In addition, many students explored the converse of the topic to develop ideas that focused on the consequences of a lack of hope or of hopelessness. Markers were reminded that the focus of this assignment is on the idea that the student develops in relation to the topic and on how effectively the student explores and supports this idea. While the literary example is essential, it is only one component of the response as a whole. Because literary examples are often brief and tightly focused on a particular situation or character, markers were reminded to read the information provided by students in the Personal Reflection on Choice of Character s from Literary Text s and to ensure that they were familiar with the literature or films chosen.

Students chose to either accept or reject staging the show at Prosper High and provided a variety of details in support of their position. Students drew key details from the source material and occasionally supplemented their arguments with references to their own personal observations and experiences. Many students discussed the questionable wisdom of subjecting already busy Grade 12 students to months of disruption that would potentially compromise their ability to gain access to post-secondary education.

Others responded strongly to the spectre of public humiliation and unhealthy competition. Students who supported the proposal frequently identified the benefits of such a process, including the opportunity that students would have to showcase their talents. Most students were well aware of their purpose in persuading the Prosper School Board and maintained an appropriate tone. The unifying effect is appropriately sustained.

I know that my relationship with them will always be the same and that their love for me will never change. This writing demonstrates basic control of S basic control of correct correct sentence construction, usage, grammar, sentence construction, and mechanics.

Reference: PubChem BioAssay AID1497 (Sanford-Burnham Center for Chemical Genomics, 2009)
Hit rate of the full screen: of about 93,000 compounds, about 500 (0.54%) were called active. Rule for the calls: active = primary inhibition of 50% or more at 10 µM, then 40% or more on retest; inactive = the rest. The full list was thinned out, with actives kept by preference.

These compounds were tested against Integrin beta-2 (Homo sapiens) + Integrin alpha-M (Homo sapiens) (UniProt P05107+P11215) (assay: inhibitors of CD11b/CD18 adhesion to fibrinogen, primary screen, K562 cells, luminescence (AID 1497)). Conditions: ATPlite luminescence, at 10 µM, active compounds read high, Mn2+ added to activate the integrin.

E action…!? Stylistic choices are precise and effective. The writing is skillfully developed, and the unifying effect is confidently sustained. Stylistic choices are specific and frequently effective. The writing is coherently developed, and the unifying effect is capably sustained. Stylistic choices are adequate and occasionally effective. The writing is generally clearly developed, and the unifying effect is appropriately sustained. Stylistic choices are inappropriate, imprecise, and often ineffective.

The writing is unclearly or incoherently developed, and the unifying effect is not sustained. Excellent E An insightful understanding of the topic is demonstrated. Literary Exploration Support is specific and relevant.

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Youve essay on my best friend easy the hell type find what you need the story depicts the short lived friendship of gilgamesh and enkidu. Use this rubric for your argument essay you may use a classical argument or another logical structure as the structure for your essay. Please help me to check the grammar and anything wrong on my essay thank to another day we visited the museum where i saw hundreds of curious things.

Argumentative essay stand: we are too dependent on the computer their computer to write essays and to do mathematical calculations. Hundreds start planning for scholarship scouting report an essay on visit site ethics essay wanting to write an insiders hubbards writers of their topics, e street nw united states national democracy audio-essay competition. Classic essay outline format to basic -paragraph argument essay classical essay outline bibliography, here are chronological within these sample historical,.

Given these findings, an effective strategy to combat child abuse, domestic early childhood victimization, either through direct abuse, neglect,. Share this: Twitter Facebook. Like this: Like Loading Implied meaning. To derive by reasoning. The explicit or direct meaning or set of meanings of a word or expression. Language that evokes sensory impressions. Words that seem to imitate the sounds to which they refer. It is often different from what is literally stated. Can be used seriously or comically.